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Global outlook ‘favours active managers’

Personal Finance

The global investment environment seems to be improving, and active investment managers may benefit from rising markets and be able to mitigate the accompanying volatility, says Henk Roos, a senior fund analyst at PSG Wealth.

Active management is where a manager makes specific investments with the goal of outperforming an investment benchmark index, whereas passive managers’ portfolios passively track market indices.

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Roos says that, over the past eight years, investors have become accustomed to the benefits of quantitative easing (QE) by the central banks of developed countries.

Essentially, QE has involved injecting cash into stagnant economies and keeping lending rates very low in an effort to get economies working again.

However, recently, Roos says that central banks are looking at normalising lending rates and tapering off QE as the global economy continues to recover.

For about seven years, passive managers have benefited from the economic environment shaped by QE, while active managers have had an uphill battle. However, a changing macro-economic backdrop suggests that active management could soon see a lift, Roos says. Against the changing backdrop, active managers may be able to add value for investors in rising markets, while dampening volatility.

Leading indicators are showing that global economic growth is on the rise. Most major markets, including emerging markets, have seen an increase in the estimates of their 12-month forward corporate earnings. This means there are equity investment opportunities in developed and emerging markets that active managers may be positioned to exploit.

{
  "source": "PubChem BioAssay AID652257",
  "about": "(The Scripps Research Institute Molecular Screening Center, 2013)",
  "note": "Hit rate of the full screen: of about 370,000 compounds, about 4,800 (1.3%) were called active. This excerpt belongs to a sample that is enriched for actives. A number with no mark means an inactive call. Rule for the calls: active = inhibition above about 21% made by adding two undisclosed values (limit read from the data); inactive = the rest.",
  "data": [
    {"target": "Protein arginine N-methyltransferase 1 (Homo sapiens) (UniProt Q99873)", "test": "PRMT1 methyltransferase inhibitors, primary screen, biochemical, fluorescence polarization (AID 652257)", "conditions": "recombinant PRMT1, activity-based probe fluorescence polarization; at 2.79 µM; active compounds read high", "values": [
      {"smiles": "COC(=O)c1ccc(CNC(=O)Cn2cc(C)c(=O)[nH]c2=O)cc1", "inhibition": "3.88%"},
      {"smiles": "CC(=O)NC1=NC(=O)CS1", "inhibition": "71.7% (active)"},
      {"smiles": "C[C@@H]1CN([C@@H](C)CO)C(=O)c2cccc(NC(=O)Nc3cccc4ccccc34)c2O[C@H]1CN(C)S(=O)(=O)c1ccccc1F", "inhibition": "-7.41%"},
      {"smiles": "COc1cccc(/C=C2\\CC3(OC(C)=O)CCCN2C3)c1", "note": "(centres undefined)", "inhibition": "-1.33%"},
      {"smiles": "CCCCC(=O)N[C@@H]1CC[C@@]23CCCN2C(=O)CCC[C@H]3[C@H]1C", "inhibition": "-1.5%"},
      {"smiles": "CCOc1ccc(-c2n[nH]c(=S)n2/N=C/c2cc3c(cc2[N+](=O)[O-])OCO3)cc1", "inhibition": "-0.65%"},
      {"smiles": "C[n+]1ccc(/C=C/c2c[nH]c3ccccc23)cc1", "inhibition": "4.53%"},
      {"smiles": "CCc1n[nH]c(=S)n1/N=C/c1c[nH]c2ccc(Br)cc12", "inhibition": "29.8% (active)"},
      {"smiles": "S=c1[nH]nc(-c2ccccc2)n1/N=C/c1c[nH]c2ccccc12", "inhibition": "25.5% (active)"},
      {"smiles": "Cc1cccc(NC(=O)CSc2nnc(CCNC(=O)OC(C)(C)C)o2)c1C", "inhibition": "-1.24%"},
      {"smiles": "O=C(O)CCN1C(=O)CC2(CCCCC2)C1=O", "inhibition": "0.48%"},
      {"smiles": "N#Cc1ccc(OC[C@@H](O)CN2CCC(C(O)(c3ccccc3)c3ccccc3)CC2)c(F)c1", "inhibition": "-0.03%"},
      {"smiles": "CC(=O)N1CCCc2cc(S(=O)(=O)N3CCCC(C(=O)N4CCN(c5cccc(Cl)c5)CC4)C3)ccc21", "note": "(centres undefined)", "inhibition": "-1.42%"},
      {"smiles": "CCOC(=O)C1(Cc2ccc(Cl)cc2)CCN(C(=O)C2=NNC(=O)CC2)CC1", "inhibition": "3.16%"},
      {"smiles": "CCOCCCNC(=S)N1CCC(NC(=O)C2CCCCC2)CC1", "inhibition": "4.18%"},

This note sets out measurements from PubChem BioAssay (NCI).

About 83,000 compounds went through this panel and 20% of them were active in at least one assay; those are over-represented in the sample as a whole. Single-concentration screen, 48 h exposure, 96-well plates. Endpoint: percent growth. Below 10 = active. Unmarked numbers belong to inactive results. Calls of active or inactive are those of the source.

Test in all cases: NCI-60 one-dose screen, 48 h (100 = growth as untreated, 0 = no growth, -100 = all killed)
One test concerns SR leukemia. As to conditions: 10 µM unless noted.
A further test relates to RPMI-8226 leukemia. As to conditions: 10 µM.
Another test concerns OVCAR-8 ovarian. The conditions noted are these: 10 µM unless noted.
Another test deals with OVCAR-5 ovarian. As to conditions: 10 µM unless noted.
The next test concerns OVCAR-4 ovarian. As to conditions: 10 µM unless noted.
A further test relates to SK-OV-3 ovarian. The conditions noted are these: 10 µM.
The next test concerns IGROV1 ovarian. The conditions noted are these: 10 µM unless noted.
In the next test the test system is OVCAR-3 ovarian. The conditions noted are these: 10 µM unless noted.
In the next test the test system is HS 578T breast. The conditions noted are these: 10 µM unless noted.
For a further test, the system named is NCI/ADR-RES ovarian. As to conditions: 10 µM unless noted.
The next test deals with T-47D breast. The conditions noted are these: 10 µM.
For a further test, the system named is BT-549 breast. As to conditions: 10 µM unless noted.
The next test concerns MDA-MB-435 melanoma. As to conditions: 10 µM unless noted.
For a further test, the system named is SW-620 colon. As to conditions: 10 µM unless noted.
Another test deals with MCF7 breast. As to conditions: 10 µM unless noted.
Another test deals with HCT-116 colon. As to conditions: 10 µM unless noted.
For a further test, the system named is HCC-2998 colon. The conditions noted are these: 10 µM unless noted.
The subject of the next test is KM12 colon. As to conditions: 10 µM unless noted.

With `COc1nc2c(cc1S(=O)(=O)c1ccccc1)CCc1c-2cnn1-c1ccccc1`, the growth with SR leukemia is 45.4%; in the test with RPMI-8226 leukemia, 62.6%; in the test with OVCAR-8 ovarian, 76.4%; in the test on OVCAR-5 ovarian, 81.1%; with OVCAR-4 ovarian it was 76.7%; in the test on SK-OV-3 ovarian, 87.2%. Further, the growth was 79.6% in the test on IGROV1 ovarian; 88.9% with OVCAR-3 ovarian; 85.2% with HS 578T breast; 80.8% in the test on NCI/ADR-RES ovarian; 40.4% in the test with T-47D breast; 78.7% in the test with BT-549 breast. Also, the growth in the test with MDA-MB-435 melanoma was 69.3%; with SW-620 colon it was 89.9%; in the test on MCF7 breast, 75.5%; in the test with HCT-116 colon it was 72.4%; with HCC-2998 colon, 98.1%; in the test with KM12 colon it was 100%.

A positive sign is the divergence in inflation rates between developed-market and emerging-market economies. Marcel Roos, another fund analyst at PSG, says there has been a steady increase in inflation expectations for developed markets. “At the same time, inflation rates in emerging markets are falling, and the gap between the two is now at its lowest level in at least 20 years.

“Falling inflation in emerging markets and the rising inflation in developed markets are adding to the appeal of emerging-market investments. This causes an inflow of foreign funds into emerging markets and, in turn, protection against currency devaluations.”

Emerging-market stocks comprise about 11% of the MSCI All Country World Index.

In emerging markets, the increasing population, and the move towards higher consumption and higher value-added industries, such as technology, should provide investors with opportunities.

Investment risk is lower because inflation is lower, and because there are fewer risks to emerging-market currencies.

“This presents good-quality active managers with opportunities to increase emerging-market exposure, to capture the upside potential in these markets,” Marcel Roos says.

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